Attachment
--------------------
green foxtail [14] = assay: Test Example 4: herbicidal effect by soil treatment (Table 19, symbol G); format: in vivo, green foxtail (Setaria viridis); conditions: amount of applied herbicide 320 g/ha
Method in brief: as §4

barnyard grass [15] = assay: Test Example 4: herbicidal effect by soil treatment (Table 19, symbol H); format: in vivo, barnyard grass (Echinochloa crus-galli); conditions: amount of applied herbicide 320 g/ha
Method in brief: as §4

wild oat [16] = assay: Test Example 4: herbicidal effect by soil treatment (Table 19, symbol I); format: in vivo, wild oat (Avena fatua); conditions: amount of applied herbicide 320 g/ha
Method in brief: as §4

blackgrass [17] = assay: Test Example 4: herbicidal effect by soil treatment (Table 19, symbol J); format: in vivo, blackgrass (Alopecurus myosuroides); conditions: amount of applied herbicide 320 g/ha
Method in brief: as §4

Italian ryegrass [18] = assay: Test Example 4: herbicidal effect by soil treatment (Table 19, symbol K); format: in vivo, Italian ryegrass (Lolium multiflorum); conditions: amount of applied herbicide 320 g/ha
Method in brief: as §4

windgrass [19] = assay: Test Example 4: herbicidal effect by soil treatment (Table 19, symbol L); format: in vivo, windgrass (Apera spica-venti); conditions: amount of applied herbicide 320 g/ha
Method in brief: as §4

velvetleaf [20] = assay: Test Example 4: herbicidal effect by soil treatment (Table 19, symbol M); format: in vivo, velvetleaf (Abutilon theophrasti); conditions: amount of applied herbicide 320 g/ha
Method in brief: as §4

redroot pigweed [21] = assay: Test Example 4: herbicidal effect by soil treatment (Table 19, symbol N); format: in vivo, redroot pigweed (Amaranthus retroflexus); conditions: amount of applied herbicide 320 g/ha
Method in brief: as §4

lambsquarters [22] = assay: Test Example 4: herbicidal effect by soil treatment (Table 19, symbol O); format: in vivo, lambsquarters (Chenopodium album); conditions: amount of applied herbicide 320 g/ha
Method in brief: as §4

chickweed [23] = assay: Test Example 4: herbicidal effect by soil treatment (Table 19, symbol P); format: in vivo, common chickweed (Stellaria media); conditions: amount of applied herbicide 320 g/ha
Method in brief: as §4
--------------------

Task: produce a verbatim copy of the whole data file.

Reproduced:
green foxtail [14] = assay: Test Example 4: herbicidal effect by soil treatment (Table 19, symbol G); format: in vivo, green foxtail (Setaria viridis); conditions: amount of applied herbicide 320 g/ha
Method in brief: as §4

barnyard grass [15] = assay: Test Example 4: herbicidal effect by soil treatment (Table 19, symbol H); format: in vivo, barnyard grass (Echinochloa crus-galli); conditions: amount of applied herbicide 320 g/ha
Method in brief: as §4

wild oat [16] = assay: Test Example 4: herbicidal effect by soil treatment (Table 19, symbol I); format: in vivo, wild oat (Avena fatua); conditions: amount of applied herbicide 320 g/ha
Method in brief: as §4

blackgrass [17] = assay: Test Example 4: herbicidal effect by soil treatment (Table 19, symbol J); format: in vivo, blackgrass (Alopecurus myosuroides); conditions: amount of applied herbicide 320 g/ha
Method in brief: as §4

Italian ryegrass [18] = assay: Test Example 4: herbicidal effect by soil treatment (Table 19, symbol K); format: in vivo, Italian ryegrass (Lolium multiflorum); conditions: amount of applied herbicide 320 g/ha
Method in brief: as §4

windgrass [19] = assay: Test Example 4: herbicidal effect by soil treatment (Table 19, symbol L); format: in vivo, windgrass (Apera spica-venti); conditions: amount of applied herbicide 320 g/ha
Method in brief: as §4

velvetleaf [20] = assay: Test Example 4: herbicidal effect by soil treatment (Table 19, symbol M); format: in vivo, velvetleaf (Abutilon theophrasti); conditions: amount of applied herbicide 320 g/ha
Method in brief: as §4

redroot pigweed [21] = assay: Test Example 4: herbicidal effect by soil treatment (Table 19, symbol N); format: in vivo, redroot pigweed (Amaranthus retroflexus); conditions: amount of applied herbicide 320 g/ha
Method in brief: as §4

lambsquarters [22] = assay: Test Example 4: herbicidal effect by soil treatment (Table 19, symbol O); format: in vivo, lambsquarters (Chenopodium album); conditions: amount of applied herbicide 320 g/ha
Method in brief: as §4

chickweed [23] = assay: Test Example 4: herbicidal effect by soil treatment (Table 19, symbol P); format: in vivo, common chickweed (Stellaria media); conditions: amount of applied herbicide 320 g/ha
Method in brief: as §4